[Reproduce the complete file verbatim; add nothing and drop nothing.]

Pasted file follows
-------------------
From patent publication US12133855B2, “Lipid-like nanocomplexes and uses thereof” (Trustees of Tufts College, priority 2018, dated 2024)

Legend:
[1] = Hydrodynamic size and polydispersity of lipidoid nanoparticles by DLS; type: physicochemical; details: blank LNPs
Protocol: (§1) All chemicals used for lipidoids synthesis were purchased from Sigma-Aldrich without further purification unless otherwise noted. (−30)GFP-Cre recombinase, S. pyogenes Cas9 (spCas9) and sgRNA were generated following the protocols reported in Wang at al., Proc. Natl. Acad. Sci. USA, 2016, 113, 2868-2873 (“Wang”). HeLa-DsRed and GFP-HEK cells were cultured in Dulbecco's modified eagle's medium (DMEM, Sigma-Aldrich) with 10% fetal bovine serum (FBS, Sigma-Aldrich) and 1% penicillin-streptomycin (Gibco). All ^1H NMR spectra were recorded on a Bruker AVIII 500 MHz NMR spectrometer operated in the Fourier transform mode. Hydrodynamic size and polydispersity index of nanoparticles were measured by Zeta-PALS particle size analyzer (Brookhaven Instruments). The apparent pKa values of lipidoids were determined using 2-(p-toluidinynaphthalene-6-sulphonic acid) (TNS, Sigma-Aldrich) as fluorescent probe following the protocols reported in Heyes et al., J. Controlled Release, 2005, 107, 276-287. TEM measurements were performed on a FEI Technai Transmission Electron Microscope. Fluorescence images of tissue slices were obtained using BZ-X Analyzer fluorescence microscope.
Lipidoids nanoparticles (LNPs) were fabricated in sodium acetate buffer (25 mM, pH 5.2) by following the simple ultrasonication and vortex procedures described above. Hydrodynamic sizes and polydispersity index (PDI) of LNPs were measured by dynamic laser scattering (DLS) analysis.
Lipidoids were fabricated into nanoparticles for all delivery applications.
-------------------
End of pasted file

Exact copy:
From patent publication US12133855B2, “Lipid-like nanocomplexes and uses thereof” (Trustees of Tufts College, priority 2018, dated 2024)

Legend:
[1] = Hydrodynamic size and polydispersity of lipidoid nanoparticles by DLS; type: physicochemical; details: blank LNPs
Protocol: (§1) All chemicals used for lipidoids synthesis were purchased from Sigma-Aldrich without further purification unless otherwise noted. (−30)GFP-Cre recombinase, S. pyogenes Cas9 (spCas9) and sgRNA were generated following the protocols reported in Wang at al., Proc. Natl. Acad. Sci. USA, 2016, 113, 2868-2873 (“Wang”). HeLa-DsRed and GFP-HEK cells were cultured in Dulbecco's modified eagle's medium (DMEM, Sigma-Aldrich) with 10% fetal bovine serum (FBS, Sigma-Aldrich) and 1% penicillin-streptomycin (Gibco). All ^1H NMR spectra were recorded on a Bruker AVIII 500 MHz NMR spectrometer operated in the Fourier transform mode. Hydrodynamic size and polydispersity index of nanoparticles were measured by Zeta-PALS particle size analyzer (Brookhaven Instruments). The apparent pKa values of lipidoids were determined using 2-(p-toluidinynaphthalene-6-sulphonic acid) (TNS, Sigma-Aldrich) as fluorescent probe following the protocols reported in Heyes et al., J. Controlled Release, 2005, 107, 276-287. TEM measurements were performed on a FEI Technai Transmission Electron Microscope. Fluorescence images of tissue slices were obtained using BZ-X Analyzer fluorescence microscope.
Lipidoids nanoparticles (LNPs) were fabricated in sodium acetate buffer (25 mM, pH 5.2) by following the simple ultrasonication and vortex procedures described above. Hydrodynamic sizes and polydispersity index (PDI) of LNPs were measured by dynamic laser scattering (DLS) analysis.
Lipidoids were fabricated into nanoparticles for all delivery applications.